The other thing is because of the driving situation, driving to and from work which I wasn't been able to do before, but we use that time or utilize that time to pray and it's a great time of prayer and discussion. So those are two things right there that have been different in these last several years and of course, the reading the Bible was even prior to the cancer treatment.
Joni Eareckson Tada: Back when Ken and I were dealing with my quadriplegia and then dealing with my chronic pain, there was a verse that I read from Jeremiah 12:5 that goes "If you are worn out in this foot race with men, what makes you think that you can race against horses?" and in a way, our dealing with quadriplegia and chronic pain gave us a chance to be in a foot race so to speak. And so, the cancer became our race against horses.
The lessons that were honed and shaped and tested and tried through those times of depression, discouragement through my quadriplegia and my chronic pain, those things prepared us. The principals that we learned, holding fast to Jesus –yikes we need him desperately quick, let's get into God's word – that sense of urgency really held us tremendously cope and deal with cancer because it was a race against horses and we were in it and we were winning it.
CP: What would this book have been like without the cancer chapters? How has cancer changed your story?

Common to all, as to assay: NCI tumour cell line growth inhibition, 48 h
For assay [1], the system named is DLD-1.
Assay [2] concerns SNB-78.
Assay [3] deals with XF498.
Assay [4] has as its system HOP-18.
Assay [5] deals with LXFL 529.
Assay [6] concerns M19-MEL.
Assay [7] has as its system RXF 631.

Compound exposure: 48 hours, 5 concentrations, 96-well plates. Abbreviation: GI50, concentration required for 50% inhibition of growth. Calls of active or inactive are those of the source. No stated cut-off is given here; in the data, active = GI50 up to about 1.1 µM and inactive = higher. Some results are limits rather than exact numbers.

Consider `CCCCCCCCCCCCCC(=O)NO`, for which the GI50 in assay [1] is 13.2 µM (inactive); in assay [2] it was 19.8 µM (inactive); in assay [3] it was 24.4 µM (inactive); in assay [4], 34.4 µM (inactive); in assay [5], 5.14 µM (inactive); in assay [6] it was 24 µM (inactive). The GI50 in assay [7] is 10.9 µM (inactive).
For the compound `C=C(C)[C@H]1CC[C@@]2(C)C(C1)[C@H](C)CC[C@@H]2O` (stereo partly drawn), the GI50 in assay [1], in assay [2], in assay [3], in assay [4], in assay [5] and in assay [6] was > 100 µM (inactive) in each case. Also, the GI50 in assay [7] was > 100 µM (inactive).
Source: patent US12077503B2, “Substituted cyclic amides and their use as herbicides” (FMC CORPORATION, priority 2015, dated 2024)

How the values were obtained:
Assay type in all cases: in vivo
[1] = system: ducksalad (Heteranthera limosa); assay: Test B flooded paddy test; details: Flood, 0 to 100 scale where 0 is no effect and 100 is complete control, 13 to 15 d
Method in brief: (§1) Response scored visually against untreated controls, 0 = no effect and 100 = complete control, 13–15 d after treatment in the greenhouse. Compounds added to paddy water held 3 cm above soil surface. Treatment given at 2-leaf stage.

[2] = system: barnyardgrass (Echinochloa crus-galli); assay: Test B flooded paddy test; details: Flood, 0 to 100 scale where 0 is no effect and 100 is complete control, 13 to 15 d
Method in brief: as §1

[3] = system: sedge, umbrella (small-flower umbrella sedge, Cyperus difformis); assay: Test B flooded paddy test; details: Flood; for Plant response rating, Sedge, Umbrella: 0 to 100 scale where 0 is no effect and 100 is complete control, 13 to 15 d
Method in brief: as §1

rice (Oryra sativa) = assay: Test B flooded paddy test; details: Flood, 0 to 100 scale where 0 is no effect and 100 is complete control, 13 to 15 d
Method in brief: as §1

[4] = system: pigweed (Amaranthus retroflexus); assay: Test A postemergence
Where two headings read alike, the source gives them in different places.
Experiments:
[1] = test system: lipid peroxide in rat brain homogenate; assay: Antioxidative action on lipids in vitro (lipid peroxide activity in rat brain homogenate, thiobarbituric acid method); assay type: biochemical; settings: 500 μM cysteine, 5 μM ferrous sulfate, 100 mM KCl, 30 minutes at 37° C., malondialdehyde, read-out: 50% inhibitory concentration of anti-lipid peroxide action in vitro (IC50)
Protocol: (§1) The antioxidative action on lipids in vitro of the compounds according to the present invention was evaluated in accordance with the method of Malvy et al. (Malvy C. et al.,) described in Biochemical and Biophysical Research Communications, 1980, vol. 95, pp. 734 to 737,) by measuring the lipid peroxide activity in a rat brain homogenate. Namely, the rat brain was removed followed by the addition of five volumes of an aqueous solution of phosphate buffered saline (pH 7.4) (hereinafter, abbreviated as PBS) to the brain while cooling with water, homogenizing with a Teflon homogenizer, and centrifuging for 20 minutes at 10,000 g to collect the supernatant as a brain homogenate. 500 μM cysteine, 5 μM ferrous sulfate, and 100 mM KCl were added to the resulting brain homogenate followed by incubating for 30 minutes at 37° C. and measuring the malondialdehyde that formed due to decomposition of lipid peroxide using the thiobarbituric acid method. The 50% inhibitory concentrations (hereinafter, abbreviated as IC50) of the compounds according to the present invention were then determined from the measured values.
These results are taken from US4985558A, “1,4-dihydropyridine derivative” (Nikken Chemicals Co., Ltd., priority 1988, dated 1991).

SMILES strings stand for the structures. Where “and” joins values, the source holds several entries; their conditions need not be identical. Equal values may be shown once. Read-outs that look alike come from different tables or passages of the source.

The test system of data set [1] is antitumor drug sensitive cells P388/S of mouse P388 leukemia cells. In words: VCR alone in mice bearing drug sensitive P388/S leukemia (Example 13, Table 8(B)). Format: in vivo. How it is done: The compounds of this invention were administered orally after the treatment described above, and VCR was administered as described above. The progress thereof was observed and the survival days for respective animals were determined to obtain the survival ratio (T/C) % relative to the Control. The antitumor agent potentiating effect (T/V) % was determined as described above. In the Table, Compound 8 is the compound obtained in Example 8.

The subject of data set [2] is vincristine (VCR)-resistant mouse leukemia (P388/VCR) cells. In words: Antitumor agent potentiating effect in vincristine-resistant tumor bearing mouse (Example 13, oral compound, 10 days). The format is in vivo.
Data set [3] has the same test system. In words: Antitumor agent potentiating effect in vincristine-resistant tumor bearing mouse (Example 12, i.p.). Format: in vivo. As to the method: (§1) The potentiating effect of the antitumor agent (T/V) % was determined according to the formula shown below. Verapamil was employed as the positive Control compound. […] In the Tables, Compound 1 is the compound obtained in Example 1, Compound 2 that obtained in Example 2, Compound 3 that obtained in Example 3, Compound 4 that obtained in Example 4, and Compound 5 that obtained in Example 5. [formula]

Ken Tada: Let me just mention that for me, there was several years ago that (this is before cancer) I was at a men's retreat where the speaker said to us go out and try to hear what God has to say to us. That was very uncomfortable to me because I had not done that before. But I actually went out and this was up in Montana and I went out and I heard God say to me with not an audible voice but in my heart, I mean He just said, "Joni is the most important gift I've given you. You take care of her." I had never heard that before. This was for the first time. I said, well, in my head I was saying, 'I'll do that.' I've done this now for 20 some odd years, what's different?
So, this is before the cancer and then of course when the cancer took place, all of that kind of came back and I realized this is what God was ultimately saying, "You take care of your wife; you take of Joni because she's such a precious gift."
Joni Eareckson Tada: I just love it when he says that. Yes, my goodness, let me slip in here and just say that cancer forced us to face our own mortality. Ken said this earlier, "I might lose my best friend." And when you get a diagnosis of a life-threatening disease, suddenly not only does everything just stop, but in a way everything starts. You start thinking about how you want to spend the rest of your days, who in your life is important, what is it that you're doing that you really value, where do you want to invest your time and your energy and your money and your efforts? Cancer is such a wake-up call to remind us how high the cosmic stakes really are and how short and brief and frail life really is. So, I think cancer for us was, as I like to call it, a bruising of a blessing. It was a bruising. I mean it's not fun having a body that's deformed like this, I mean my quadriplegia was a bad enough hit on my feminine image but now, you know, having to wear a prosthesis. But boy it was blessing; it was a bruising of a blessing, but it was a blessing because it helped us face our own mortality.